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The University of Massachusetts Amherst

Competition amplifies drought stress in forests across broad climatic and compositional gradients

Authors:

Kelly Gleason

John Bradford

Alessandra Bottero

Anthony D'Amato

Shawn Fraver

Brian Palik

Michael Battaglia

Louis Iverson

Laura Kenefic

Christel Kern

Publication Type:
Journal Article
Year of Publication:
2017
Secondary Title:
Ecosphere
DOI:
10.1002/ecs2.1849
Pages:
e01849
Volume:
8
Year:
2017
Date:
Jan-07-2017
URL:
https://esajournals.onlinelibrary.wiley.com/doi/abs/10.1002/ecs2.1849

Abstract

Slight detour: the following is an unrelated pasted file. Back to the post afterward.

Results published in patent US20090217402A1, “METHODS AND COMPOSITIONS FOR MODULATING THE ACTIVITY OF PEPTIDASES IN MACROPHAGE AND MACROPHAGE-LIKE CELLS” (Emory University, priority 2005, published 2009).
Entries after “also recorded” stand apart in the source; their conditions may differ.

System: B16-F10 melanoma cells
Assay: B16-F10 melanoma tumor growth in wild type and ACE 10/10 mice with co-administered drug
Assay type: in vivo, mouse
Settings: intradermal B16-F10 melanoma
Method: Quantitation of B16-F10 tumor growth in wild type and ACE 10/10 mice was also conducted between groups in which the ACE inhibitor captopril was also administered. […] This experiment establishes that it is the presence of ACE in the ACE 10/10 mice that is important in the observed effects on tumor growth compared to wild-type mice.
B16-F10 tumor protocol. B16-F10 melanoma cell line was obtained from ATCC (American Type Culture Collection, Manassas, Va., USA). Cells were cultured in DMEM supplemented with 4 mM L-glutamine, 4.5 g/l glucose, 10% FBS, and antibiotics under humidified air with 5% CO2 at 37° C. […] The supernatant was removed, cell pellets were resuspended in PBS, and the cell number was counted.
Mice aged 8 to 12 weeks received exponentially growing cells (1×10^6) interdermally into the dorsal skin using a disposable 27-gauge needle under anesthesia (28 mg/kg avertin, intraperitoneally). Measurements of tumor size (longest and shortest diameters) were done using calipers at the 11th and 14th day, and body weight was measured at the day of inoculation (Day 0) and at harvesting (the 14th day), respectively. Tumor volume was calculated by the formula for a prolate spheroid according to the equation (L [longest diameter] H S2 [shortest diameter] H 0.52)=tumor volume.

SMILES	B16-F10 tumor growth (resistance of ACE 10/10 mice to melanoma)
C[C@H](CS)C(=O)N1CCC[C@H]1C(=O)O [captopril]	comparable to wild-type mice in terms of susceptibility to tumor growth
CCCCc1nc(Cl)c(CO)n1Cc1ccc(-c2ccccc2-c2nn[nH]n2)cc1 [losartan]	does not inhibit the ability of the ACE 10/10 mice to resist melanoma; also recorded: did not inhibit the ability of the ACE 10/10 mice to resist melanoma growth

Forests around the world are experiencing increasingly severe droughts and elevated competi- tive intensity due to increased tree density. However, the influence of interactions between drought and competition on forest growth remains poorly understood. Using a unique dataset of stand-scale den- drochronology sampled from 6405 trees, we quantified how annual growth of entire tree populations responds to drought and competition in eight, long-term (multi-decadal), experiments with replicated levels of density (e.g., competitive intensity) arrayed across a broad climatic and compositional gradient. Forest growth (cumulative individual tree growth within a stand) declined during drought, especially dur- ing more severe drought in drier climates. Forest growth declines were exacerbated by high density at all sites but one, particularly during periods of more severe drought. Surprisingly, the influence of forest den- sity was persistent overall, but these density impacts were greater in the humid sites than in more arid sites. Significant density impacts occurred during periods of more extreme drought, and during warmer temperatures in the semi-arid sites but during periods of cooler temperatures in the humid sites. Because competition has a consistent influence over growth response to drought, maintaining forests at lower den- sity may enhance resilience to drought in all climates.